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California's first lady delivers commencement speech

May 17, 2002|By MARIO RENTERÍA
  • California first lady Sharon Davis stands next to San Diego State University-Imperial Valley campus Dean Khosrow Fatemi during the national anthem at the commencement Thursday. DON THOMPSON PHOTO
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Staff Writer

CALEXICO — How many people can say the first lady of California was at their graduation?

More than 300 San Diego State University-Imperial Valley campus graduates can.

Sharon Davis, the wife of Gov. Gray Davis, gave a commencement speech Thursday night in which she encouraged students to keep furthering their education.

"As you leave here to celebrate this tremendous achievement, take time to thank staff, family, friends and those that supported you, who were there to support you and encourage you and put up with you, and remember success is never final, failure is never fatal, it is the courage to continue that counts," she said.

Before the graduation ceremony started, Davis met with Nancy Marlin, SDSU provost; Khosrow Fatemi, SDSU-IV dean; Alejandro Bahena, professor and institute secretary of public education services at Universidad Autonoma de Baja California; Victor Beltran Corona, vice chancellor of UABC and social communications coordinator; and Yolanda Jimenez, public relations services officer of UABC. The educators signed a binational education agreement and Davis witnessed the signing.

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The agreement will set up a collaborative effort by SDSU and UABC to work together to better their English programs for their students.

During the graduation ceremony, Rosa Marie Hernandez, 37, of Brawley was the only student to be named summa cum laude with a grade-point average of 3.8 or above and Elizabeth Juarez, 24, of El Centro was awarded the outstanding student award as well as being named a magna cum laude graduate, with a grade-point average of 3.6 or above.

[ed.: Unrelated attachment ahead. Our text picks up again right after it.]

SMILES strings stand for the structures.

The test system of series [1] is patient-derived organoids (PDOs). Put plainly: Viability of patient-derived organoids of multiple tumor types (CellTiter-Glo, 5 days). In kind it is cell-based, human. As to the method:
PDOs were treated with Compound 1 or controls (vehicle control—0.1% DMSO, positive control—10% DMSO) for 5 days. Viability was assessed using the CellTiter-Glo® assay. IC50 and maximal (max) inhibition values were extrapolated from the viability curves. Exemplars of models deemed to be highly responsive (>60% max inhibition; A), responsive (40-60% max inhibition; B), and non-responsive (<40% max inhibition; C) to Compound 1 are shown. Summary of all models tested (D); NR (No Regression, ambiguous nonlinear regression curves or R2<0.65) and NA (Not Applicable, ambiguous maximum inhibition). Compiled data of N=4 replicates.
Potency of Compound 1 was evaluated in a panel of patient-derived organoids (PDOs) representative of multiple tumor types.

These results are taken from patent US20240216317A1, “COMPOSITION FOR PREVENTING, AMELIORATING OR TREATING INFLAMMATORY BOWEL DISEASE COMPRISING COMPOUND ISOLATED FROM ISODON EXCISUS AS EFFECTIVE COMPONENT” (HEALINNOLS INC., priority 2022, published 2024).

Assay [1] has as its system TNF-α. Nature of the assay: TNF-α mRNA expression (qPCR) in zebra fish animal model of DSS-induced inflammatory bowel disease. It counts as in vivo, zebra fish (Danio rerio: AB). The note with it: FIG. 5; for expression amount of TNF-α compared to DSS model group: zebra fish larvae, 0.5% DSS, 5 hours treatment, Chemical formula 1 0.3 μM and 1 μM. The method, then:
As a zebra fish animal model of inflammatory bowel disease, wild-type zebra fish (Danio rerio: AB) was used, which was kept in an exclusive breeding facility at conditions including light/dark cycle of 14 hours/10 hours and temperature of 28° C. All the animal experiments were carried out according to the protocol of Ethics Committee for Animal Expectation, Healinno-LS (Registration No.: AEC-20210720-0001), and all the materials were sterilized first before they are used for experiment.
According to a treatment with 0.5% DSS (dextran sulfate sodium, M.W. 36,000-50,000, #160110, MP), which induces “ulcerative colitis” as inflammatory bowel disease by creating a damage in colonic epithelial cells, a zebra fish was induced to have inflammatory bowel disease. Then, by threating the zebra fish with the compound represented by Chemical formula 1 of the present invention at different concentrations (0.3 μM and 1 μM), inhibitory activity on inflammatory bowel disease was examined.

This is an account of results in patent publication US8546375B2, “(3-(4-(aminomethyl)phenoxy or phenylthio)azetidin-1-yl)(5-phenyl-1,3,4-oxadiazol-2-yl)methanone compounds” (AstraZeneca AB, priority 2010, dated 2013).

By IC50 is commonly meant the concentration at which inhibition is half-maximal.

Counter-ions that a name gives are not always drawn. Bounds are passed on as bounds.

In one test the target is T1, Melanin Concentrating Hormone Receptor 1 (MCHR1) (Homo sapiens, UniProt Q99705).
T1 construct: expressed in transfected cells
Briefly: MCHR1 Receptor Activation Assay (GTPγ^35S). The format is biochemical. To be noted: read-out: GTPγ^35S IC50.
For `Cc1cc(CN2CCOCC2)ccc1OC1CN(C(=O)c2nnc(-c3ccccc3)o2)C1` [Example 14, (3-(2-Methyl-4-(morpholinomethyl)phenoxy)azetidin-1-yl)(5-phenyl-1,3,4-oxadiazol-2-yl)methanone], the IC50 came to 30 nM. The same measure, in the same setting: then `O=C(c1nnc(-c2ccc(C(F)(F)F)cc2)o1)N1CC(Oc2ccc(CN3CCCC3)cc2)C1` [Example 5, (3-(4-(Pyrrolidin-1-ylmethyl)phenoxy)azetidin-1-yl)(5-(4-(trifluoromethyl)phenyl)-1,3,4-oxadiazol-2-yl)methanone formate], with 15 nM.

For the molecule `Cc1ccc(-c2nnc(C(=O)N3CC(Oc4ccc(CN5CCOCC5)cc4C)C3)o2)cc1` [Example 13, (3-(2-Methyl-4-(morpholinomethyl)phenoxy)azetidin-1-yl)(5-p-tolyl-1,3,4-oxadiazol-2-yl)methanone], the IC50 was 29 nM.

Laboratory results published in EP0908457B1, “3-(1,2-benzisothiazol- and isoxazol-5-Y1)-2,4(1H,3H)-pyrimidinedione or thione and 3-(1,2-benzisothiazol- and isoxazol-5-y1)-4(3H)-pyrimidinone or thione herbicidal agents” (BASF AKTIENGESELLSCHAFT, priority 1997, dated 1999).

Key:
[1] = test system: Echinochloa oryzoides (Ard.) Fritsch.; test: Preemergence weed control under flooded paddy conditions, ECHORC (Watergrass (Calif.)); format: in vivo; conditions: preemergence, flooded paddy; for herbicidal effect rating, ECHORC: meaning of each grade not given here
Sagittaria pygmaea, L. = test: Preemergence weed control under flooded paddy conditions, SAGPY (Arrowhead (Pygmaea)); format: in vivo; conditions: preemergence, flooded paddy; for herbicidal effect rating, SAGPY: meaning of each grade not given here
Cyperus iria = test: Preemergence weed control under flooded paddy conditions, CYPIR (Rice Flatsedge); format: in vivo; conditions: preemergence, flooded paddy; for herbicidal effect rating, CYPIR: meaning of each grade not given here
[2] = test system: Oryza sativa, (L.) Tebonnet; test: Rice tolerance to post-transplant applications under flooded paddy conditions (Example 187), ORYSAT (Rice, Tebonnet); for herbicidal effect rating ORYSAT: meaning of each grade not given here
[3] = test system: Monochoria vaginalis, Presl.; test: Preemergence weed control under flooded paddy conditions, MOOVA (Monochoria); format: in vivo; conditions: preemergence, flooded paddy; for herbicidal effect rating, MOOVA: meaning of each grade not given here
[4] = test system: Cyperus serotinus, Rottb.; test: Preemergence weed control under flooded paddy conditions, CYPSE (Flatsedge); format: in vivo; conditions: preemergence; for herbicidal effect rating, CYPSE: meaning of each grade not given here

"It's not something you expect and it makes you feel good," said Juarez of receiving the outstanding student award.

"It has been very hard because living in a home with only my mother meant I had to work while attending school and I had to make a great effort to get good grades and get this type of an achievement," said Juarez.

Juarez was born in Watsonville and moved to the Imperial Valley in 1989, immediately after the big earthquake hit in San Francisco.

"I guess that's why we decided to come down here," she said in jest.

She graduated from Central Union High School in 1996, a semester before her class. She attended Imperial Valley College and then transferred to SDSU.

On Thursday night she received her bachelor's degree in liberal studies. She said she wants to teach, preferably junior high school. She already filled out some teaching applications.

She gave some advice to students having difficulties while studying: "Continue, even if you have to come to school at night. It'll be very good to you because you'll be able to progress."

Hernandez has a completely different story. For a wife and mother of three, earning a bachelor's degree in liberal studies at age 37 proves anything can be done.

"It's very difficult because I have a family. I've had a lot of support from scholarships and my family. My husband and my kids have been very supportive," she said.

"Their have been many times when my little one will be waiting up for when I get home late so that I could tuck him in," she added.

"I have missed a lot of parties and had to stay home on the weekends because I'm doing homework," she said.

Hernandez was born in Mexicali and moved to Marysville when she was 5 years old. At age 16 she married and the couple moved to Toppenish, Wash., in 1981.

In 1983 she went back to school and got her general education diploma. In December 1997 she moved to Brawley and started her education again, attending classes at IVC.

In summer 2000 she transferred to SDSU-IV.

She talked about the summa cum laude honor.

"I wasn't aiming for it but in the back of my head I was thinking I had to get the highest honor I could," she said.

"It cost me a lot of sleepless nights. I would go weeks without sleeping at night, taking two- or three-hour naps during the day, but I wanted to do the best that I could," she added.

"I waited a long time for me to go back to school, and finally, the time came and I said to myself I would do the best that I could and accomplish my goals. I worked really hard for it," she said.

She also said she couldn't have done it without the support from her entire family.

Hernandez will start the teacher credentialing program at SDSU-IV in the fall and said she wants to work in education.

>>Staff Writer Mario Rentería can be reached at 337-3441.

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